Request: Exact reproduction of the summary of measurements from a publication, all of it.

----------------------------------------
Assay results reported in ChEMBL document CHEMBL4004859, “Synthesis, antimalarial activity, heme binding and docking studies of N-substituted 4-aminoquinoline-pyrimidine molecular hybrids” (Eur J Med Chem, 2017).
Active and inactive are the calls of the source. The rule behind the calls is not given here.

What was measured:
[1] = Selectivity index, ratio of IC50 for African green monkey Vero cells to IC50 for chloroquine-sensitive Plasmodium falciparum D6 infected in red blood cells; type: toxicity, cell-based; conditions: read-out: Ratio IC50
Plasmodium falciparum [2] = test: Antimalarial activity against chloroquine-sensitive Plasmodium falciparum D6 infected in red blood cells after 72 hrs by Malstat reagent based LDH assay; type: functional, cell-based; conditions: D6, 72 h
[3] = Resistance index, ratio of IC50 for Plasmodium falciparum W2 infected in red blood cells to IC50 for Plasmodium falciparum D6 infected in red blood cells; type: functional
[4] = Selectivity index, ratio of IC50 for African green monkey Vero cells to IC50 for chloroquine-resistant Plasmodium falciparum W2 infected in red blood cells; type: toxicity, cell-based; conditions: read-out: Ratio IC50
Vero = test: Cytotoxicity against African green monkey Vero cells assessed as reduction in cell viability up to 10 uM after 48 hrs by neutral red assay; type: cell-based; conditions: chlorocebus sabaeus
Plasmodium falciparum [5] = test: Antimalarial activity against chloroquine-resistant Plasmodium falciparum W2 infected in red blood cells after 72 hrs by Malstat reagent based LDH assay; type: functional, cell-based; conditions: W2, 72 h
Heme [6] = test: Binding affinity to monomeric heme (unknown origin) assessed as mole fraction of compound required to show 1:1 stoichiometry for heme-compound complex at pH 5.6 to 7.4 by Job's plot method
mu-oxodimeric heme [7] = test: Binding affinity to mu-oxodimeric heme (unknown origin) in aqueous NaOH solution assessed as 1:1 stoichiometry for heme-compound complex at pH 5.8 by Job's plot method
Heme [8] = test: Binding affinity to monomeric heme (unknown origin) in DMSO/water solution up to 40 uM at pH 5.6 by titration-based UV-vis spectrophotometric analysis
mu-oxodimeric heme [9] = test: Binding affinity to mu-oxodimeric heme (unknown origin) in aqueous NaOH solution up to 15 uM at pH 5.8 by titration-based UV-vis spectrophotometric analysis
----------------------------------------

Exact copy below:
Assay results reported in ChEMBL document CHEMBL4004859, “Synthesis, antimalarial activity, heme binding and docking studies of N-substituted 4-aminoquinoline-pyrimidine molecular hybrids” (Eur J Med Chem, 2017).
Active and inactive are the calls of the source. The rule behind the calls is not given here.

What was measured:
[1] = Selectivity index, ratio of IC50 for African green monkey Vero cells to IC50 for chloroquine-sensitive Plasmodium falciparum D6 infected in red blood cells; type: toxicity, cell-based; conditions: read-out: Ratio IC50
Plasmodium falciparum [2] = test: Antimalarial activity against chloroquine-sensitive Plasmodium falciparum D6 infected in red blood cells after 72 hrs by Malstat reagent based LDH assay; type: functional, cell-based; conditions: D6, 72 h
[3] = Resistance index, ratio of IC50 for Plasmodium falciparum W2 infected in red blood cells to IC50 for Plasmodium falciparum D6 infected in red blood cells; type: functional
[4] = Selectivity index, ratio of IC50 for African green monkey Vero cells to IC50 for chloroquine-resistant Plasmodium falciparum W2 infected in red blood cells; type: toxicity, cell-based; conditions: read-out: Ratio IC50
Vero = test: Cytotoxicity against African green monkey Vero cells assessed as reduction in cell viability up to 10 uM after 48 hrs by neutral red assay; type: cell-based; conditions: chlorocebus sabaeus
Plasmodium falciparum [5] = test: Antimalarial activity against chloroquine-resistant Plasmodium falciparum W2 infected in red blood cells after 72 hrs by Malstat reagent based LDH assay; type: functional, cell-based; conditions: W2, 72 h
Heme [6] = test: Binding affinity to monomeric heme (unknown origin) assessed as mole fraction of compound required to show 1:1 stoichiometry for heme-compound complex at pH 5.6 to 7.4 by Job's plot method
mu-oxodimeric heme [7] = test: Binding affinity to mu-oxodimeric heme (unknown origin) in aqueous NaOH solution assessed as 1:1 stoichiometry for heme-compound complex at pH 5.8 by Job's plot method
Heme [8] = test: Binding affinity to monomeric heme (unknown origin) in DMSO/water solution up to 40 uM at pH 5.6 by titration-based UV-vis spectrophotometric analysis
mu-oxodimeric heme [9] = test: Binding affinity to mu-oxodimeric heme (unknown origin) in aqueous NaOH solution up to 15 uM at pH 5.8 by titration-based UV-vis spectrophotometric analysis